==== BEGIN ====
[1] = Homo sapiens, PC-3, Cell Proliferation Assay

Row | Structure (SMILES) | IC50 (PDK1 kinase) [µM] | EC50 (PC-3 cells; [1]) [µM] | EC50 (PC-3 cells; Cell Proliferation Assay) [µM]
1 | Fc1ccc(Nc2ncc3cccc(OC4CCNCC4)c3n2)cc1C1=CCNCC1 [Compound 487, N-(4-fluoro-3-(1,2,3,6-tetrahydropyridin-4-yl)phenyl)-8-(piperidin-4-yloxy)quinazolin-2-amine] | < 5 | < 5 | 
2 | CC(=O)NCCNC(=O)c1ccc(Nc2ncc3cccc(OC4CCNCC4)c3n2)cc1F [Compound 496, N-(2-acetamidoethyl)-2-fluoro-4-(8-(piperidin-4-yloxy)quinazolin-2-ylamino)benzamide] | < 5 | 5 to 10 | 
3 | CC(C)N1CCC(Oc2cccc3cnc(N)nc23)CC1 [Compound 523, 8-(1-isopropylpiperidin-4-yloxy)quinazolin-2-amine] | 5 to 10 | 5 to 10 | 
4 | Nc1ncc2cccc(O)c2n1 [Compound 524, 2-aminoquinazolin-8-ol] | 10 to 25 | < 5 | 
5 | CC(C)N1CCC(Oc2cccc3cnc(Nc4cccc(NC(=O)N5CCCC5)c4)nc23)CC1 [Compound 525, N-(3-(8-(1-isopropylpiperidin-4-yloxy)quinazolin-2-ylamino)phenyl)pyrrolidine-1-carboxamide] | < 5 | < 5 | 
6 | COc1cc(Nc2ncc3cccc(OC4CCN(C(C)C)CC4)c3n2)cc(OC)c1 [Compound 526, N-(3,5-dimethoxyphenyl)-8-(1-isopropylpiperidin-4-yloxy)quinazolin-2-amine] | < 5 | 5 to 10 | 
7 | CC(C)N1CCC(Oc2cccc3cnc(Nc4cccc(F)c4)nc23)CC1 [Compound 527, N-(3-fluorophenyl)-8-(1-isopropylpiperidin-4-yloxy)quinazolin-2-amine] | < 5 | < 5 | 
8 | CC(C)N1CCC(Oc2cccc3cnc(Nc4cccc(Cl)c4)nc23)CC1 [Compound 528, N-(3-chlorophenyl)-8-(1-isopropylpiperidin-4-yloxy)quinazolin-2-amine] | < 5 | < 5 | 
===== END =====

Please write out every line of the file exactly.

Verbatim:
[1] = Homo sapiens, PC-3, Cell Proliferation Assay

Row | Structure (SMILES) | IC50 (PDK1 kinase) [µM] | EC50 (PC-3 cells; [1]) [µM] | EC50 (PC-3 cells; Cell Proliferation Assay) [µM]
1 | Fc1ccc(Nc2ncc3cccc(OC4CCNCC4)c3n2)cc1C1=CCNCC1 [Compound 487, N-(4-fluoro-3-(1,2,3,6-tetrahydropyridin-4-yl)phenyl)-8-(piperidin-4-yloxy)quinazolin-2-amine] | < 5 | < 5 | 
2 | CC(=O)NCCNC(=O)c1ccc(Nc2ncc3cccc(OC4CCNCC4)c3n2)cc1F [Compound 496, N-(2-acetamidoethyl)-2-fluoro-4-(8-(piperidin-4-yloxy)quinazolin-2-ylamino)benzamide] | < 5 | 5 to 10 | 
3 | CC(C)N1CCC(Oc2cccc3cnc(N)nc23)CC1 [Compound 523, 8-(1-isopropylpiperidin-4-yloxy)quinazolin-2-amine] | 5 to 10 | 5 to 10 | 
4 | Nc1ncc2cccc(O)c2n1 [Compound 524, 2-aminoquinazolin-8-ol] | 10 to 25 | < 5 | 
5 | CC(C)N1CCC(Oc2cccc3cnc(Nc4cccc(NC(=O)N5CCCC5)c4)nc23)CC1 [Compound 525, N-(3-(8-(1-isopropylpiperidin-4-yloxy)quinazolin-2-ylamino)phenyl)pyrrolidine-1-carboxamide] | < 5 | < 5 | 
6 | COc1cc(Nc2ncc3cccc(OC4CCN(C(C)C)CC4)c3n2)cc(OC)c1 [Compound 526, N-(3,5-dimethoxyphenyl)-8-(1-isopropylpiperidin-4-yloxy)quinazolin-2-amine] | < 5 | 5 to 10 | 
7 | CC(C)N1CCC(Oc2cccc3cnc(Nc4cccc(F)c4)nc23)CC1 [Compound 527, N-(3-fluorophenyl)-8-(1-isopropylpiperidin-4-yloxy)quinazolin-2-amine] | < 5 | < 5 | 
8 | CC(C)N1CCC(Oc2cccc3cnc(Nc4cccc(Cl)c4)nc23)CC1 [Compound 528, N-(3-chlorophenyl)-8-(1-isopropylpiperidin-4-yloxy)quinazolin-2-amine] | < 5 | < 5 | 